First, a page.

New medical schools no panacea for rural health
If the proponents of new medical schools voted Liberal or Nationals thinking a Coalition Government would help their chances, they miscalculated.
Our new Prime Minister ran on a ticket of fiscal responsibility. Our new Health Minister’s policy is to increase resources at the front line and remove unnecessary bureaucracy.
Our new Education Minister has said he’s obsessed with quality.
None of the proposed new medical schools – at Charles Sturt and La Trobe universities on the east coast, and Curtin University in the west – stack up against these objectives.
Fiscal responsibility demands respect for the taxpayer’s dollar. Roughly one-third of taxpayers live in regional or remote Australia. They are getting a relatively raw health deal at the moment, with about 200 doctors per 100,000 head of population compared with 370 per 100,000 in the major cities. Same tax rate, half the doctors.
This isn’t a new problem, and it is in fact why our Prime Minister oversaw a massive expansion in new medical schools the last time he was in Government. As Health Minister, Tony Abbott in 2005 spoke at the graduation ceremony for the first doctors to come out of Australia’s first regional medical school, at James Cook University in Townsville. Since then, more new schools outside of major cities have opened. As of 2013, Australia has 18 medical schools and one-third of medical students participate in a rural clinical school program.
Among medical students, demand for rural clinical rotations is high, even at campuses like the University of Sydney.
When my cohort was offered the chance to spend up to a year in Broken Hill, Lismore, Dubbo or Orange, the school had to run a ballot. The year after mine, bystanders live-tweeted the drama. Unfortunately, most of this rural excitement during the medical school years is killed off post graduation.
When the first 46 doctors from the University of New England’s medical school started work this January, none of them was still in Armidale. This wasn’t the students’ fault: Armidale Hospital isn’t accredited and resourced to train interns. (My hospital, Royal Prince Alfred, took 58 this year.)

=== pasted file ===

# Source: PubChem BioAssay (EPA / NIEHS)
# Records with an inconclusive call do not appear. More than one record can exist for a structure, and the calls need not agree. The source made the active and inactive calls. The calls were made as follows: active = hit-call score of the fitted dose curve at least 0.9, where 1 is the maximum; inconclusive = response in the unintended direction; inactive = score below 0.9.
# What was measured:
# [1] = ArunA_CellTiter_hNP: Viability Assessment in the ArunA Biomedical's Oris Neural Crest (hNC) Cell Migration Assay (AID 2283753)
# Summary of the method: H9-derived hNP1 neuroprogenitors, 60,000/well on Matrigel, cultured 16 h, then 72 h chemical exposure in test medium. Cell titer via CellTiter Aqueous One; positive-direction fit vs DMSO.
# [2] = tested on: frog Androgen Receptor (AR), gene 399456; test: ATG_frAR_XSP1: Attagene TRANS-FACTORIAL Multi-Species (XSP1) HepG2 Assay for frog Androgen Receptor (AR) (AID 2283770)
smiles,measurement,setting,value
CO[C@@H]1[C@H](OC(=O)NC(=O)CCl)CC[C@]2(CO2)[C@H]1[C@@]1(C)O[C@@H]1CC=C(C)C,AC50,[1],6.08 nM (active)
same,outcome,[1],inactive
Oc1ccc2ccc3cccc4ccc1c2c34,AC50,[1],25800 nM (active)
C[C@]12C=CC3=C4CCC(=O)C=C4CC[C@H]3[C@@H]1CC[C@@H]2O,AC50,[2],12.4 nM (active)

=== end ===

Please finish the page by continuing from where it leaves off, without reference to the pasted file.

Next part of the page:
Job opportunities in rural Australia are thin for junior doctors. The emergent issue with our medical workforce is not a lack of students, but a lack of training positions.
Australia has gone from graduating 1500 medical students a year to more than 3000, but not enough effort has gone into expanding workforce capacity.
More than 2000 applications were lodged this year for just 1200 places in the general practice training program. More than one in three junior doctors who wanted to serve Australia as a GP missed out.
So, what of the specious claim that another rural medical school is the panacea we’ve all been waiting for? Firstly, the Curtin proposal is in east Perth. It would be another urban medical school.
Secondly, there is no strong evidence to support an assertion that new rural medical schools would address the inequitable distribution of doctors. We don’t yet know how to fix this internationally-shared problem. A 2009 Cochrane review on the topic concluded that there are “…no well-designed studies to say whether any of these strategies are effective or not.”
All these new students need somewhere to train, and the proposed Murray Darling Medical School wants to use Bendigo Hospital. This hospital is already full of students from the University of Melbourne and Monash University. With doctors forced to supervise more students, patient services would decrease, teaching quality would be compromised, or both. Would a dilution of clinical teaching and supervision appeal to quality-obsessed Education Minister Christopher Pyne? To patients?
Medical graduates can’t fix a rural workforce shortage if there aren’t rural jobs to go to. Without an expanded rural training capacity, the new doctors would be forced to return to the cities for their internship and specialty training. There, they would likely settle down.
Rural communities deserve better than to be undersold in the veiled hope of improving a few universities’ reputations.
Rejecting calls for new medical schools and investing in expanding rural training capacity would be fiscally responsible, deliver on the promise of redistributing funds to frontline services, avoid duplicating university bureaucracy, and maintain the quality of medical education.
In time, both quality and quantity would improve as more supervisors become available to train medical students at our 17 existing rural clinical schools.
Now is Prime Minister Abbott’s chance to finish the job he started as Health Minister a decade ago.
Benjamin Veness is the president of the Australian Medical Students’ Association. He is studying medicine and a Master of Public Health at The University of Sydney. Follow on Twitter @venessb and @yourAMSA
A version of this article first appeared in The Sydney Morning Herald on 30 September.